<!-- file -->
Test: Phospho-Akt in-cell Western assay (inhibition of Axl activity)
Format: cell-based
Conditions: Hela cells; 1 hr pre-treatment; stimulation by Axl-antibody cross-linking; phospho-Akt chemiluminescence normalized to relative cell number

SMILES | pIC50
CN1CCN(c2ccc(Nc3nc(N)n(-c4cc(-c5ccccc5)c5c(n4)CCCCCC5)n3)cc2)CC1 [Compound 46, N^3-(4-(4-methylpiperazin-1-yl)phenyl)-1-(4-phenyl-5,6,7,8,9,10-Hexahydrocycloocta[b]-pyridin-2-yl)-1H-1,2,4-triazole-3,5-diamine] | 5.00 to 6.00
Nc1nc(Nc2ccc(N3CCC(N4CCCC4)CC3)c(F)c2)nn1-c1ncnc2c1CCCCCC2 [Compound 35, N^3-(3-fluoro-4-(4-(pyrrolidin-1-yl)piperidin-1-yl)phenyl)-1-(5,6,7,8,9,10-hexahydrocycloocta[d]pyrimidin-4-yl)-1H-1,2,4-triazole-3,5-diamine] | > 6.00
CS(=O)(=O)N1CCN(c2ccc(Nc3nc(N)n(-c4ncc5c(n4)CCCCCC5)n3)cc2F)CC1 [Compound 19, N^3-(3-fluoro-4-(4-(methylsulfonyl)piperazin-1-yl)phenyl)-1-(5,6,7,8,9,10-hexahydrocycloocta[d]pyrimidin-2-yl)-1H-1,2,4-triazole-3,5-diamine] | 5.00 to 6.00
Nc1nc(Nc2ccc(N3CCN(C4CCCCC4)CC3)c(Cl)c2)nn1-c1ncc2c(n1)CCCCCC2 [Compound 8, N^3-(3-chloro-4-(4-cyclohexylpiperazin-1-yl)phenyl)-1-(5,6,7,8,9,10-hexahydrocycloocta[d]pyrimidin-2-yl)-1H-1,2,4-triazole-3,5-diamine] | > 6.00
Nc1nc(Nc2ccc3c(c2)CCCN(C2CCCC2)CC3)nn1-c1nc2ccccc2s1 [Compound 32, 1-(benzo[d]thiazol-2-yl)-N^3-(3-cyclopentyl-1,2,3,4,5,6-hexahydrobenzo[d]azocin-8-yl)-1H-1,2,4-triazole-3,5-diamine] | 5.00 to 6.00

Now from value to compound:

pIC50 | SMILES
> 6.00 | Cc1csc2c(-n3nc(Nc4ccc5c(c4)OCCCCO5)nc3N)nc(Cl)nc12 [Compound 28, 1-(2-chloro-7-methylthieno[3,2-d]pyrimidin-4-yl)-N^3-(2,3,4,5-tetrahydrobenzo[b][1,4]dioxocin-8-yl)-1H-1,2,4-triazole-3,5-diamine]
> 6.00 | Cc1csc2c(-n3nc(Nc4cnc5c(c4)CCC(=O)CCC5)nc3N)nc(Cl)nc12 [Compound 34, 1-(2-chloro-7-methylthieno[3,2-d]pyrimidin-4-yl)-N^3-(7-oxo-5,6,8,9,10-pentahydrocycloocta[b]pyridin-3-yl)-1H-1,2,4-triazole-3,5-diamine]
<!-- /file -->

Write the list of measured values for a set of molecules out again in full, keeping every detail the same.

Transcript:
Test: Phospho-Akt in-cell Western assay (inhibition of Axl activity)
Format: cell-based
Conditions: Hela cells; 1 hr pre-treatment; stimulation by Axl-antibody cross-linking; phospho-Akt chemiluminescence normalized to relative cell number

SMILES | pIC50
CN1CCN(c2ccc(Nc3nc(N)n(-c4cc(-c5ccccc5)c5c(n4)CCCCCC5)n3)cc2)CC1 [Compound 46, N^3-(4-(4-methylpiperazin-1-yl)phenyl)-1-(4-phenyl-5,6,7,8,9,10-Hexahydrocycloocta[b]-pyridin-2-yl)-1H-1,2,4-triazole-3,5-diamine] | 5.00 to 6.00
Nc1nc(Nc2ccc(N3CCC(N4CCCC4)CC3)c(F)c2)nn1-c1ncnc2c1CCCCCC2 [Compound 35, N^3-(3-fluoro-4-(4-(pyrrolidin-1-yl)piperidin-1-yl)phenyl)-1-(5,6,7,8,9,10-hexahydrocycloocta[d]pyrimidin-4-yl)-1H-1,2,4-triazole-3,5-diamine] | > 6.00
CS(=O)(=O)N1CCN(c2ccc(Nc3nc(N)n(-c4ncc5c(n4)CCCCCC5)n3)cc2F)CC1 [Compound 19, N^3-(3-fluoro-4-(4-(methylsulfonyl)piperazin-1-yl)phenyl)-1-(5,6,7,8,9,10-hexahydrocycloocta[d]pyrimidin-2-yl)-1H-1,2,4-triazole-3,5-diamine] | 5.00 to 6.00
Nc1nc(Nc2ccc(N3CCN(C4CCCCC4)CC3)c(Cl)c2)nn1-c1ncc2c(n1)CCCCCC2 [Compound 8, N^3-(3-chloro-4-(4-cyclohexylpiperazin-1-yl)phenyl)-1-(5,6,7,8,9,10-hexahydrocycloocta[d]pyrimidin-2-yl)-1H-1,2,4-triazole-3,5-diamine] | > 6.00
Nc1nc(Nc2ccc3c(c2)CCCN(C2CCCC2)CC3)nn1-c1nc2ccccc2s1 [Compound 32, 1-(benzo[d]thiazol-2-yl)-N^3-(3-cyclopentyl-1,2,3,4,5,6-hexahydrobenzo[d]azocin-8-yl)-1H-1,2,4-triazole-3,5-diamine] | 5.00 to 6.00

Now from value to compound:

pIC50 | SMILES
> 6.00 | Cc1csc2c(-n3nc(Nc4ccc5c(c4)OCCCCO5)nc3N)nc(Cl)nc12 [Compound 28, 1-(2-chloro-7-methylthieno[3,2-d]pyrimidin-4-yl)-N^3-(2,3,4,5-tetrahydrobenzo[b][1,4]dioxocin-8-yl)-1H-1,2,4-triazole-3,5-diamine]
> 6.00 | Cc1csc2c(-n3nc(Nc4cnc5c(c4)CCC(=O)CCC5)nc3N)nc(Cl)nc12 [Compound 34, 1-(2-chloro-7-methylthieno[3,2-d]pyrimidin-4-yl)-N^3-(7-oxo-5,6,8,9,10-pentahydrocycloocta[b]pyridin-3-yl)-1H-1,2,4-triazole-3,5-diamine]